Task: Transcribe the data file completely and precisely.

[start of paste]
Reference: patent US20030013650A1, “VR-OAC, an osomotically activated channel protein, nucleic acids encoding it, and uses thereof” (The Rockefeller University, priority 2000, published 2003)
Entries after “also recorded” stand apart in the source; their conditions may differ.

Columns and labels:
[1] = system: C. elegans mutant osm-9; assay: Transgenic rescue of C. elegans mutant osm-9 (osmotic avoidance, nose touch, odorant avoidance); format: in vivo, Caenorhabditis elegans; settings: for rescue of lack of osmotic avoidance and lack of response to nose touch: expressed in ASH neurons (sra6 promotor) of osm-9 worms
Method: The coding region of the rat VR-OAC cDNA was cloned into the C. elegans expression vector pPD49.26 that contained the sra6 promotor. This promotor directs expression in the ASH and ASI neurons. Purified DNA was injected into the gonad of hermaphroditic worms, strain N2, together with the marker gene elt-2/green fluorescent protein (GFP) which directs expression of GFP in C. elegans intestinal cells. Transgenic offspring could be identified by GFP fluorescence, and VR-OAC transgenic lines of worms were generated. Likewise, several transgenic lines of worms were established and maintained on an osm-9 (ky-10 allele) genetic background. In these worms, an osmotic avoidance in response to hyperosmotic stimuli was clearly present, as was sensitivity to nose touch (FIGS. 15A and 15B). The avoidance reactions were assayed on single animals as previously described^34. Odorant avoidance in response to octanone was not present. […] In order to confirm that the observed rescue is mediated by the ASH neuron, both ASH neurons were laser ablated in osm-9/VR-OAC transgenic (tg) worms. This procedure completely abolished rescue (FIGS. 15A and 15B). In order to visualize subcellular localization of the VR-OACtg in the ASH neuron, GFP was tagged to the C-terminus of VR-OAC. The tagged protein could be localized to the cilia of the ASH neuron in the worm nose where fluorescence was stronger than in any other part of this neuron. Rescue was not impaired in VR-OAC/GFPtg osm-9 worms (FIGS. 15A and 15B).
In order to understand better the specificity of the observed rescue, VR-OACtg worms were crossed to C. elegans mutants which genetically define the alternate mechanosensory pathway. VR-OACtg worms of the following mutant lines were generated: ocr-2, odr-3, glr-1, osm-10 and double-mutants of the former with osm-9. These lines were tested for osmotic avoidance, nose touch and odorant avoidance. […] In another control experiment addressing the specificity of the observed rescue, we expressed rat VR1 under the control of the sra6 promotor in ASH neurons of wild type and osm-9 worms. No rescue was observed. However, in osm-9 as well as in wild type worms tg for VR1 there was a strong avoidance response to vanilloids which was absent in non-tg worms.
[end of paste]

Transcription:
Reference: patent US20030013650A1, “VR-OAC, an osomotically activated channel protein, nucleic acids encoding it, and uses thereof” (The Rockefeller University, priority 2000, published 2003)
Entries after “also recorded” stand apart in the source; their conditions may differ.

Columns and labels:
[1] = system: C. elegans mutant osm-9; assay: Transgenic rescue of C. elegans mutant osm-9 (osmotic avoidance, nose touch, odorant avoidance); format: in vivo, Caenorhabditis elegans; settings: for rescue of lack of osmotic avoidance and lack of response to nose touch: expressed in ASH neurons (sra6 promotor) of osm-9 worms
Method: The coding region of the rat VR-OAC cDNA was cloned into the C. elegans expression vector pPD49.26 that contained the sra6 promotor. This promotor directs expression in the ASH and ASI neurons. Purified DNA was injected into the gonad of hermaphroditic worms, strain N2, together with the marker gene elt-2/green fluorescent protein (GFP) which directs expression of GFP in C. elegans intestinal cells. Transgenic offspring could be identified by GFP fluorescence, and VR-OAC transgenic lines of worms were generated. Likewise, several transgenic lines of worms were established and maintained on an osm-9 (ky-10 allele) genetic background. In these worms, an osmotic avoidance in response to hyperosmotic stimuli was clearly present, as was sensitivity to nose touch (FIGS. 15A and 15B). The avoidance reactions were assayed on single animals as previously described^34. Odorant avoidance in response to octanone was not present. […] In order to confirm that the observed rescue is mediated by the ASH neuron, both ASH neurons were laser ablated in osm-9/VR-OAC transgenic (tg) worms. This procedure completely abolished rescue (FIGS. 15A and 15B). In order to visualize subcellular localization of the VR-OACtg in the ASH neuron, GFP was tagged to the C-terminus of VR-OAC. The tagged protein could be localized to the cilia of the ASH neuron in the worm nose where fluorescence was stronger than in any other part of this neuron. Rescue was not impaired in VR-OAC/GFPtg osm-9 worms (FIGS. 15A and 15B).
In order to understand better the specificity of the observed rescue, VR-OACtg worms were crossed to C. elegans mutants which genetically define the alternate mechanosensory pathway. VR-OACtg worms of the following mutant lines were generated: ocr-2, odr-3, glr-1, osm-10 and double-mutants of the former with osm-9. These lines were tested for osmotic avoidance, nose touch and odorant avoidance. […] In another control experiment addressing the specificity of the observed rescue, we expressed rat VR1 under the control of the sra6 promotor in ASH neurons of wild type and osm-9 worms. No rescue was observed. However, in osm-9 as well as in wild type worms tg for VR1 there was a strong avoidance response to vanilloids which was absent in non-tg worms.